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                         L'CHAIM - ISSUE # 1493
                           Copyright (c) 2017
                 Lubavitch Youth Organization - L.Y.O.
                              Brooklyn, NY
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   Dedicated to the memory of Rebbetzin Chaya Mushka Schneerson N.E.
        October 20, 2017         Noach          30 Tishrei, 5778

                            Jewish Recycling

Let's take a moment to look at recycling. We're not talking about
writing on scrap paper for convenience sake. Nor saving the tomato sauce
can for the drippings from the meat. We're talking about the
kind of recycling.

In most states in the U.S. and most countries in the world, recycling is
not yet mandatory. And even where it is written into city or state
ordinances it is not actively enforced. After all, what law enforcement
officer wants to go through someone's smelly garbage just to see if the
person is throwing out cans or recycling them?

Despite the lack of legislation or enforcement of recycling, many, many
people do recycle of their own free will.

Have you ever thought about what kind of a statement you're making every
time you put aside a newspaper for recycling, or return a soda can to
the store even though you could care less for the nickel?

You're saying, "I have a responsibility to future generations, and I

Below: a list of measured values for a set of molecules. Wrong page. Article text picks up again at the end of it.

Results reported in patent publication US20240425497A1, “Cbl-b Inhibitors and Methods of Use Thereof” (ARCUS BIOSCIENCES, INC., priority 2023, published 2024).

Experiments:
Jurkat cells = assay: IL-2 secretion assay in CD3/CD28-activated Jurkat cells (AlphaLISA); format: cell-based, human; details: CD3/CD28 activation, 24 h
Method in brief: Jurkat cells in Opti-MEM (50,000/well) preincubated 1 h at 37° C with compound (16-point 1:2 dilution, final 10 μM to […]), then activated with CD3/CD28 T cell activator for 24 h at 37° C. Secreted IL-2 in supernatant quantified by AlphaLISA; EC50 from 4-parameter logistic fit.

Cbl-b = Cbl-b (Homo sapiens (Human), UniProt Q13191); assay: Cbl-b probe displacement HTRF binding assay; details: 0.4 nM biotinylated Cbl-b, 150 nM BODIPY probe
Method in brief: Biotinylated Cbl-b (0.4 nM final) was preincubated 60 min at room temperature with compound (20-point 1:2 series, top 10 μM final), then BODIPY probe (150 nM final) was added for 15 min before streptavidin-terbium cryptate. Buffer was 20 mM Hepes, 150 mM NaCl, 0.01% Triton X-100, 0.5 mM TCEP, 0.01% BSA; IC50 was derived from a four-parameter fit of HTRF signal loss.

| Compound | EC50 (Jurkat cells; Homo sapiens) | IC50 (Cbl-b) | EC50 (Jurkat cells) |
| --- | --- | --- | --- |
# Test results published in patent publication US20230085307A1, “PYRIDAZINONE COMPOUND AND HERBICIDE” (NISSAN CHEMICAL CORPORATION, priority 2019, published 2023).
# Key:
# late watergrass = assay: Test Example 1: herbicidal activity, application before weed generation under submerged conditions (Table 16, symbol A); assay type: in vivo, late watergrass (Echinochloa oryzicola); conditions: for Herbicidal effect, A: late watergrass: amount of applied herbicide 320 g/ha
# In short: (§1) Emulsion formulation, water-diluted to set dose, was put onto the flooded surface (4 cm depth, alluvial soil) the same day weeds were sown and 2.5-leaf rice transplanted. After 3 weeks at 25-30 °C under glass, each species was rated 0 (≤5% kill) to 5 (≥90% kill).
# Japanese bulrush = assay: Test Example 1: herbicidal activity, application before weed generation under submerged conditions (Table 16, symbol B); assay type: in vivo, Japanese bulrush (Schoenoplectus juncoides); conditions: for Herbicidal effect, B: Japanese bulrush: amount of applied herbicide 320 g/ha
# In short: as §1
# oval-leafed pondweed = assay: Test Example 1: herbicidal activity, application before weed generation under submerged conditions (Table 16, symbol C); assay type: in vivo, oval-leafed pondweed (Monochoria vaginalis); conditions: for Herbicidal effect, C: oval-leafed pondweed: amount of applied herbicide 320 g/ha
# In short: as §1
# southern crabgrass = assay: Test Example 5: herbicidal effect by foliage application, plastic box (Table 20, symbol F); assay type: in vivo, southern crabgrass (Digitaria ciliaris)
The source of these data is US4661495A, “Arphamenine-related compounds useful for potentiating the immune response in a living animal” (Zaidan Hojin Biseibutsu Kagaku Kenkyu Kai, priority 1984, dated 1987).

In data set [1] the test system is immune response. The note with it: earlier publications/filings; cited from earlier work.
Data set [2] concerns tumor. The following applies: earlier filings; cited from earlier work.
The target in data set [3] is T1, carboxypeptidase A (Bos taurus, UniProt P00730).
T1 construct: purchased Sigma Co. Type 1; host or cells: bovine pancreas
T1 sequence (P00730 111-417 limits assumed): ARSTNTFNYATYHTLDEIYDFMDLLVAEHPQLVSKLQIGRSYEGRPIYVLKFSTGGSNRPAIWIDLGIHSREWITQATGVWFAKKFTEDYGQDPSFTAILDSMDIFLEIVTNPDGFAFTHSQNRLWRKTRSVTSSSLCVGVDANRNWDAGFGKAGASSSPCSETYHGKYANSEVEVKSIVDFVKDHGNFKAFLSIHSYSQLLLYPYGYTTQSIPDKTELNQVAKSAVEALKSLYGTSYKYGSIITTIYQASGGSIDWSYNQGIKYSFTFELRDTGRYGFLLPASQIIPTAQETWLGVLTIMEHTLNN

believe that my one small act can make the world a better place."

That's a pretty powerful statement to make by simply tossing a bottle
into a recycling bin rather than a garbage bin. And yet, it's so simple
that most of us don't even consider its significance.

Now, you're probably wondering if we're "into" recycling, or we're
anti-Styrofoam or pro-green. We're none of the above. We're just
interested in seeing how meaningful simple, daily acts can be, thus
recognizing the higher purpose in everything. And also, of course, how
these types of actions relate to basic Jewish concepts.

Jewish philosophy explains that each one of us should look at the world
as if it is perfectly balanced. There is an equal number of good and
evil deeds. Therefore, one good deed could, quite literally, tip the
scale. The magnitude or magnificence of the deed is not at issue. For,
if a scale is totally balanced even a feather can shift it - which is
not to say that Judaism prefers quantity over quality. Rather, no one
should think that they or their action is too insignificant or puny to
make a difference.

Here Jewish philosophy and recycling converge. Because the underlying
premise in concern for the environment is that despite the fact that
billions of tons of glass, plastic, paper and aluminum is not being
recycled, I make a difference each time I choose to recycle.

Recycling teaches us, in this instance, to forget about the rest of the
world. Forget about the next-door-neighbors who aren't recycling. Forget
about the fast-food place that is still using Styrofoam. Forget, even,
about the fact that it's becoming harder and harder to find uses for
some of the recycled materials. That's not my problem. My responsibility
is to shift the scale with my small, seemingly insignificant act. And,
in truth, it is just "seemingly" insignificant. For only G-d knows the
import and ultimate consequence of a person's actions. I have to try to
the best of my ability, and even stretch myself a little further than my
ability allows, to tip the global scale through my small but
world-shifting actions.

In this week's Torah portion, Noach (Noah), we read that after the
flood, Noach sent a dove out of the ark. It returned, "and behold, it